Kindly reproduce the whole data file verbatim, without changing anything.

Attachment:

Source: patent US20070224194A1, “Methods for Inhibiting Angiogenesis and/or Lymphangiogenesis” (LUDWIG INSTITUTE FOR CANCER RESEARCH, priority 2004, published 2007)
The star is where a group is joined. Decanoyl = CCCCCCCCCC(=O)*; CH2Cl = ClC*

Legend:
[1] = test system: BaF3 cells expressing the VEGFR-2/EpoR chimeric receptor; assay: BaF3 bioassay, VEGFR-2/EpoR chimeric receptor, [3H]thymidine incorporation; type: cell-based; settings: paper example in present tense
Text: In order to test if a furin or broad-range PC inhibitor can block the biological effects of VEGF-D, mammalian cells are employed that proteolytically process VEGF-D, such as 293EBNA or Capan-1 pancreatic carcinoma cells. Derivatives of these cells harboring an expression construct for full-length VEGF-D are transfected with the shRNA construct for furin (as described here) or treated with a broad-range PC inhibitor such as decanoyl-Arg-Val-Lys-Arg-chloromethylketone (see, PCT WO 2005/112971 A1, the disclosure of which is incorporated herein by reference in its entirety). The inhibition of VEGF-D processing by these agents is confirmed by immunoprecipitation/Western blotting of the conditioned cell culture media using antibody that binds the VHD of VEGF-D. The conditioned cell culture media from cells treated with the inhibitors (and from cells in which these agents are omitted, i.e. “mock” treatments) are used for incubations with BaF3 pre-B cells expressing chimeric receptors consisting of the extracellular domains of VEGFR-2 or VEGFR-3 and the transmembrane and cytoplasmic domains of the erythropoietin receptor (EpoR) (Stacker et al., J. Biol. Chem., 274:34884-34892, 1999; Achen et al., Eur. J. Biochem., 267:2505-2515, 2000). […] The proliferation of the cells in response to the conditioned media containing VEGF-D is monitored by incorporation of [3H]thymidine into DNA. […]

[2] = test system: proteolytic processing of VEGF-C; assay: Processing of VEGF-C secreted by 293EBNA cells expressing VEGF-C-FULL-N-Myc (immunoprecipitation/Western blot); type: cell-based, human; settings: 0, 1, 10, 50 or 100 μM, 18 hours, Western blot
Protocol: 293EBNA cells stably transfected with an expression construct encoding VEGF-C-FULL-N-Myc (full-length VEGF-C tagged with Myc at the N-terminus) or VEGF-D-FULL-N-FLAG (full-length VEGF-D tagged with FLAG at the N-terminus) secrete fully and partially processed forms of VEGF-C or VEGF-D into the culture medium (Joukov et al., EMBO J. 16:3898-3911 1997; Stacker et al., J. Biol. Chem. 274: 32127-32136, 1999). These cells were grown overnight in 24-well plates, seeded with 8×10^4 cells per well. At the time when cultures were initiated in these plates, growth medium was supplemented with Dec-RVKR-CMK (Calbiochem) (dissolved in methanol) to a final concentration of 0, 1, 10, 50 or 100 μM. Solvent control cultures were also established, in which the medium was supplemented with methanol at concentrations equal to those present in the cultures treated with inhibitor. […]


Source: patent US20070224194A1, “Methods for Inhibiting Angiogenesis and/or Lymphangiogenesis” (LUDWIG INSTITUTE FOR CANCER RESEARCH, priority 2004, published 2007)
The star is where a group is joined. Decanoyl = CCCCCCCCCC(=O)*; CH2Cl = ClC*

Legend:
[1] = test system: BaF3 cells expressing the VEGFR-2/EpoR chimeric receptor; assay: BaF3 bioassay, VEGFR-2/EpoR chimeric receptor, [3H]thymidine incorporation; type: cell-based; settings: paper example in present tense
Text: In order to test if a furin or broad-range PC inhibitor can block the biological effects of VEGF-D, mammalian cells are employed that proteolytically process VEGF-D, such as 293EBNA or Capan-1 pancreatic carcinoma cells. Derivatives of these cells harboring an expression construct for full-length VEGF-D are transfected with the shRNA construct for furin (as described here) or treated with a broad-range PC inhibitor such as decanoyl-Arg-Val-Lys-Arg-chloromethylketone (see, PCT WO 2005/112971 A1, the disclosure of which is incorporated herein by reference in its entirety). The inhibition of VEGF-D processing by these agents is confirmed by immunoprecipitation/Western blotting of the conditioned cell culture media using antibody that binds the VHD of VEGF-D. The conditioned cell culture media from cells treated with the inhibitors (and from cells in which these agents are omitted, i.e. “mock” treatments) are used for incubations with BaF3 pre-B cells expressing chimeric receptors consisting of the extracellular domains of VEGFR-2 or VEGFR-3 and the transmembrane and cytoplasmic domains of the erythropoietin receptor (EpoR) (Stacker et al., J. Biol. Chem., 274:34884-34892, 1999; Achen et al., Eur. J. Biochem., 267:2505-2515, 2000). […] The proliferation of the cells in response to the conditioned media containing VEGF-D is monitored by incorporation of [3H]thymidine into DNA. […]

[2] = test system: proteolytic processing of VEGF-C; assay: Processing of VEGF-C secreted by 293EBNA cells expressing VEGF-C-FULL-N-Myc (immunoprecipitation/Western blot); type: cell-based, human; settings: 0, 1, 10, 50 or 100 μM, 18 hours, Western blot
Protocol: 293EBNA cells stably transfected with an expression construct encoding VEGF-C-FULL-N-Myc (full-length VEGF-C tagged with Myc at the N-terminus) or VEGF-D-FULL-N-FLAG (full-length VEGF-D tagged with FLAG at the N-terminus) secrete fully and partially processed forms of VEGF-C or VEGF-D into the culture medium (Joukov et al., EMBO J. 16:3898-3911 1997; Stacker et al., J. Biol. Chem. 274: 32127-32136, 1999). These cells were grown overnight in 24-well plates, seeded with 8×10^4 cells per well. At the time when cultures were initiated in these plates, growth medium was supplemented with Dec-RVKR-CMK (Calbiochem) (dissolved in methanol) to a final concentration of 0, 1, 10, 50 or 100 μM. Solvent control cultures were also established, in which the medium was supplemented with methanol at concentrations equal to those present in the cultures treated with inhibitor. […]